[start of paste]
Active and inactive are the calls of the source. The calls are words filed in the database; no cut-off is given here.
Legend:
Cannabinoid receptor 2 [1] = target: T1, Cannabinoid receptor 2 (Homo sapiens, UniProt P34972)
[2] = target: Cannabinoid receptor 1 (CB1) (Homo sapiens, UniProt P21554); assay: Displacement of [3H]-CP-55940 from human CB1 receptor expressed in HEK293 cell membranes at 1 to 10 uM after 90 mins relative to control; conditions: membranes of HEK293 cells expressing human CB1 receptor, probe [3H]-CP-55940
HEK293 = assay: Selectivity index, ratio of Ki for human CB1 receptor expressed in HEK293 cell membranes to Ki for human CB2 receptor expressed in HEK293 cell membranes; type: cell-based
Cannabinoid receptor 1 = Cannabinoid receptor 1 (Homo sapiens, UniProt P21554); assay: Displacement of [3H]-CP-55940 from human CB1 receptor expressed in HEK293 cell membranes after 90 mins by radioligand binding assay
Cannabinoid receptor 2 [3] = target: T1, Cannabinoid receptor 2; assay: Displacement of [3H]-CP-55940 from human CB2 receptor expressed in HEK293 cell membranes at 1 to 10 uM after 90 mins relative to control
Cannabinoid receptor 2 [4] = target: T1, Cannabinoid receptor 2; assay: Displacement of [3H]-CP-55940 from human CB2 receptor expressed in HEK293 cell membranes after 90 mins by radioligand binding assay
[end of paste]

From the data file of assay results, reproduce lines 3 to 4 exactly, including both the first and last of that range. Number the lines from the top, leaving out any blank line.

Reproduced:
Cannabinoid receptor 2 [1] = target: T1, Cannabinoid receptor 2 (Homo sapiens, UniProt P34972)
[2] = target: Cannabinoid receptor 1 (CB1) (Homo sapiens, UniProt P21554); assay: Displacement of [3H]-CP-55940 from human CB1 receptor expressed in HEK293 cell membranes at 1 to 10 uM after 90 mins relative to control; conditions: membranes of HEK293 cells expressing human CB1 receptor, probe [3H]-CP-55940